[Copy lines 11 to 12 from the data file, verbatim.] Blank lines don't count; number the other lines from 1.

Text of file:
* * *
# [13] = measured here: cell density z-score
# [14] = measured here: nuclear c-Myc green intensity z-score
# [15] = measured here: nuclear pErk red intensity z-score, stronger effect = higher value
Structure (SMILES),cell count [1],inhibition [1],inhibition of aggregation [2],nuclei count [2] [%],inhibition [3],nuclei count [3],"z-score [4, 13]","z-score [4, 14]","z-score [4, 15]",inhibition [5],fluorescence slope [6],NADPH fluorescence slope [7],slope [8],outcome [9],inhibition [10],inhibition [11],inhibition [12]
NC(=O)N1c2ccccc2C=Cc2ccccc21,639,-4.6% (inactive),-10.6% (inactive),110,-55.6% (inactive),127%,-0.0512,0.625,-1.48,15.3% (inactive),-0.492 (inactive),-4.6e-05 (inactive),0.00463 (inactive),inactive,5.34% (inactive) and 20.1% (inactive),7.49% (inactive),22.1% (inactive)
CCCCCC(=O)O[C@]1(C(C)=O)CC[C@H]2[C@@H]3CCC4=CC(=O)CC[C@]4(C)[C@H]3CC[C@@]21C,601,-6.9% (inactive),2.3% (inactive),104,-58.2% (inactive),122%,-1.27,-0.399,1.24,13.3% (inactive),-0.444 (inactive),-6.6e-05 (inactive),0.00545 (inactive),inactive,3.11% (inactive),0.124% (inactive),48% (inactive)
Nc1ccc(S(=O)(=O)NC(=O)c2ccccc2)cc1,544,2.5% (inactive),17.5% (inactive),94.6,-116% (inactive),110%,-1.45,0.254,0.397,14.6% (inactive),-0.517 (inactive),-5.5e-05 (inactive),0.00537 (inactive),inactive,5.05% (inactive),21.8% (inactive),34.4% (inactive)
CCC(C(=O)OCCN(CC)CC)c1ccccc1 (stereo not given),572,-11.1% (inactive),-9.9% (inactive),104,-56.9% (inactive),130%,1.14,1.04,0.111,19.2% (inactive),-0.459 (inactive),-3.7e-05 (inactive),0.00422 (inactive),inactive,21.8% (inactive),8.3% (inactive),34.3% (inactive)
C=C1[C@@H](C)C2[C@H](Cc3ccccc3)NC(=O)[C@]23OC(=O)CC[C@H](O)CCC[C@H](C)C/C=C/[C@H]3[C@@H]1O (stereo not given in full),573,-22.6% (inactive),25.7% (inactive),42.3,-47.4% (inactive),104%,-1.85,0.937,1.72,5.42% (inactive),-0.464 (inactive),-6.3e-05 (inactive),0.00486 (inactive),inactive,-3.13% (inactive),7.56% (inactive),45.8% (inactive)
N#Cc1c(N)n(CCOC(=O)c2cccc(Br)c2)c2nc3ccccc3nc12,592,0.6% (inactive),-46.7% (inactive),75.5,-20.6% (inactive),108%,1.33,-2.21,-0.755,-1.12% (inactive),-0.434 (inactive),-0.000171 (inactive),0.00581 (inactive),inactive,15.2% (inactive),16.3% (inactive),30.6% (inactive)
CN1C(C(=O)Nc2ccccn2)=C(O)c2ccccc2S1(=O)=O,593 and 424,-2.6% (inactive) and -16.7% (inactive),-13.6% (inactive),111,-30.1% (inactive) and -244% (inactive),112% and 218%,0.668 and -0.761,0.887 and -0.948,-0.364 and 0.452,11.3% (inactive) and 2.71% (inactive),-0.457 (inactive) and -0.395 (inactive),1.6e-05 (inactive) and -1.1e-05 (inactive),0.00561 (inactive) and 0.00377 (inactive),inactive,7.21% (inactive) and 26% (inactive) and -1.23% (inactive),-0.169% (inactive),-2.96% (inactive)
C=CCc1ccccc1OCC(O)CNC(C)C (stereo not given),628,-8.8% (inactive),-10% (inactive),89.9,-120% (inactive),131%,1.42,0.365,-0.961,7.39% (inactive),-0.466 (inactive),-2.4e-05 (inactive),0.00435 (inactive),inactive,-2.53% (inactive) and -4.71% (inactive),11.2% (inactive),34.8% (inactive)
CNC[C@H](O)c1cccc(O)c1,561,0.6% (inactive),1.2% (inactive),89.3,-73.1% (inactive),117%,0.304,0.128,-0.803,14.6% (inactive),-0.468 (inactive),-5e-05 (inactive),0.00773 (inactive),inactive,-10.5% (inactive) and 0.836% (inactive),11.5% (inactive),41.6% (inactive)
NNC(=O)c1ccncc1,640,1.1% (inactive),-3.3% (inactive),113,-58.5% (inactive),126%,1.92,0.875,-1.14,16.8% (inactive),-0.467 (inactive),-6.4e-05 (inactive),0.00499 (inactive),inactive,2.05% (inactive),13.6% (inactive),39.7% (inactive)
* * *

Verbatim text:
CN1C(C(=O)Nc2ccccn2)=C(O)c2ccccc2S1(=O)=O,593 and 424,-2.6% (inactive) and -16.7% (inactive),-13.6% (inactive),111,-30.1% (inactive) and -244% (inactive),112% and 218%,0.668 and -0.761,0.887 and -0.948,-0.364 and 0.452,11.3% (inactive) and 2.71% (inactive),-0.457 (inactive) and -0.395 (inactive),1.6e-05 (inactive) and -1.1e-05 (inactive),0.00561 (inactive) and 0.00377 (inactive),inactive,7.21% (inactive) and 26% (inactive) and -1.23% (inactive),-0.169% (inactive),-2.96% (inactive)
C=CCc1ccccc1OCC(O)CNC(C)C (stereo not given),628,-8.8% (inactive),-10% (inactive),89.9,-120% (inactive),131%,1.42,0.365,-0.961,7.39% (inactive),-0.466 (inactive),-2.4e-05 (inactive),0.00435 (inactive),inactive,-2.53% (inactive) and -4.71% (inactive),11.2% (inactive),34.8% (inactive)